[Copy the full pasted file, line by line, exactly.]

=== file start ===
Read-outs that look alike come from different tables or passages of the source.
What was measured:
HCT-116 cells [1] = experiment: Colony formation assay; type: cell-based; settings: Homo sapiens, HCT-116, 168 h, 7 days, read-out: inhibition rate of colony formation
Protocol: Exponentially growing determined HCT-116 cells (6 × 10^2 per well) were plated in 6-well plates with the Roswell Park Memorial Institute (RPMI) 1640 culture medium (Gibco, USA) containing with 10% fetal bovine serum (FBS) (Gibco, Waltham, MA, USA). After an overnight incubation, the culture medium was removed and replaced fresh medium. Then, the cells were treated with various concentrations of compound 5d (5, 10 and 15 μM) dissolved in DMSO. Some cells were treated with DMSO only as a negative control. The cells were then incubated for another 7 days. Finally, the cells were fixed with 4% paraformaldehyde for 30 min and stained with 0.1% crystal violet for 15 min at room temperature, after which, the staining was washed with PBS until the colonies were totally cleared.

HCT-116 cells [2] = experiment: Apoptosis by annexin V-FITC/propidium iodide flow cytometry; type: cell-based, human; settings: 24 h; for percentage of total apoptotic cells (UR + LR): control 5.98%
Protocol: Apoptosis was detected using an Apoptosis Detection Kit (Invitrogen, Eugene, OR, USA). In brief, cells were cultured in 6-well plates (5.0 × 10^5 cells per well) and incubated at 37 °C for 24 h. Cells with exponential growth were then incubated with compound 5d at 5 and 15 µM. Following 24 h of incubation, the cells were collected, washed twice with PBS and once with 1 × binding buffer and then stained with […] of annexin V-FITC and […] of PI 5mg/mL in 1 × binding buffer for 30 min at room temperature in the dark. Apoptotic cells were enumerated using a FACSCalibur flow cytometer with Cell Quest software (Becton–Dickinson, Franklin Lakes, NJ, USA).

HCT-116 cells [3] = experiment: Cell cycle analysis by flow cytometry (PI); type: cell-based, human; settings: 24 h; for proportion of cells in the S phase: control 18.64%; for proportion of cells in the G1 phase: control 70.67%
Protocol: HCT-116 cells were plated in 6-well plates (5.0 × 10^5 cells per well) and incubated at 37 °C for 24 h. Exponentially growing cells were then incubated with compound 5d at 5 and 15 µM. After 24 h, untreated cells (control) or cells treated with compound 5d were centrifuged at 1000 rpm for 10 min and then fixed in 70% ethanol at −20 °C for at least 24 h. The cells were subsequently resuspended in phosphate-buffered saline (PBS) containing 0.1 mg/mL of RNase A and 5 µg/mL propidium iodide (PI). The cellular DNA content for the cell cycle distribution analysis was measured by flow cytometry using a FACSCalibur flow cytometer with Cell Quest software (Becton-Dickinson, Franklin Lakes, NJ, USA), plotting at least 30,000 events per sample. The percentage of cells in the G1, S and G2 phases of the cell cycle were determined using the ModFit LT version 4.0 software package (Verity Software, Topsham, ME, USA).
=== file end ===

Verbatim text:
Read-outs that look alike come from different tables or passages of the source.
What was measured:
HCT-116 cells [1] = experiment: Colony formation assay; type: cell-based; settings: Homo sapiens, HCT-116, 168 h, 7 days, read-out: inhibition rate of colony formation
Protocol: Exponentially growing determined HCT-116 cells (6 × 10^2 per well) were plated in 6-well plates with the Roswell Park Memorial Institute (RPMI) 1640 culture medium (Gibco, USA) containing with 10% fetal bovine serum (FBS) (Gibco, Waltham, MA, USA). After an overnight incubation, the culture medium was removed and replaced fresh medium. Then, the cells were treated with various concentrations of compound 5d (5, 10 and 15 μM) dissolved in DMSO. Some cells were treated with DMSO only as a negative control. The cells were then incubated for another 7 days. Finally, the cells were fixed with 4% paraformaldehyde for 30 min and stained with 0.1% crystal violet for 15 min at room temperature, after which, the staining was washed with PBS until the colonies were totally cleared.

HCT-116 cells [2] = experiment: Apoptosis by annexin V-FITC/propidium iodide flow cytometry; type: cell-based, human; settings: 24 h; for percentage of total apoptotic cells (UR + LR): control 5.98%
Protocol: Apoptosis was detected using an Apoptosis Detection Kit (Invitrogen, Eugene, OR, USA). In brief, cells were cultured in 6-well plates (5.0 × 10^5 cells per well) and incubated at 37 °C for 24 h. Cells with exponential growth were then incubated with compound 5d at 5 and 15 µM. Following 24 h of incubation, the cells were collected, washed twice with PBS and once with 1 × binding buffer and then stained with […] of annexin V-FITC and […] of PI 5mg/mL in 1 × binding buffer for 30 min at room temperature in the dark. Apoptotic cells were enumerated using a FACSCalibur flow cytometer with Cell Quest software (Becton–Dickinson, Franklin Lakes, NJ, USA).

HCT-116 cells [3] = experiment: Cell cycle analysis by flow cytometry (PI); type: cell-based, human; settings: 24 h; for proportion of cells in the S phase: control 18.64%; for proportion of cells in the G1 phase: control 70.67%
Protocol: HCT-116 cells were plated in 6-well plates (5.0 × 10^5 cells per well) and incubated at 37 °C for 24 h. Exponentially growing cells were then incubated with compound 5d at 5 and 15 µM. After 24 h, untreated cells (control) or cells treated with compound 5d were centrifuged at 1000 rpm for 10 min and then fixed in 70% ethanol at −20 °C for at least 24 h. The cells were subsequently resuspended in phosphate-buffered saline (PBS) containing 0.1 mg/mL of RNase A and 5 µg/mL propidium iodide (PI). The cellular DNA content for the cell cycle distribution analysis was measured by flow cytometry using a FACSCalibur flow cytometer with Cell Quest software (Becton-Dickinson, Franklin Lakes, NJ, USA), plotting at least 30,000 events per sample. The percentage of cells in the G1, S and G2 phases of the cell cycle were determined using the ModFit LT version 4.0 software package (Verity Software, Topsham, ME, USA).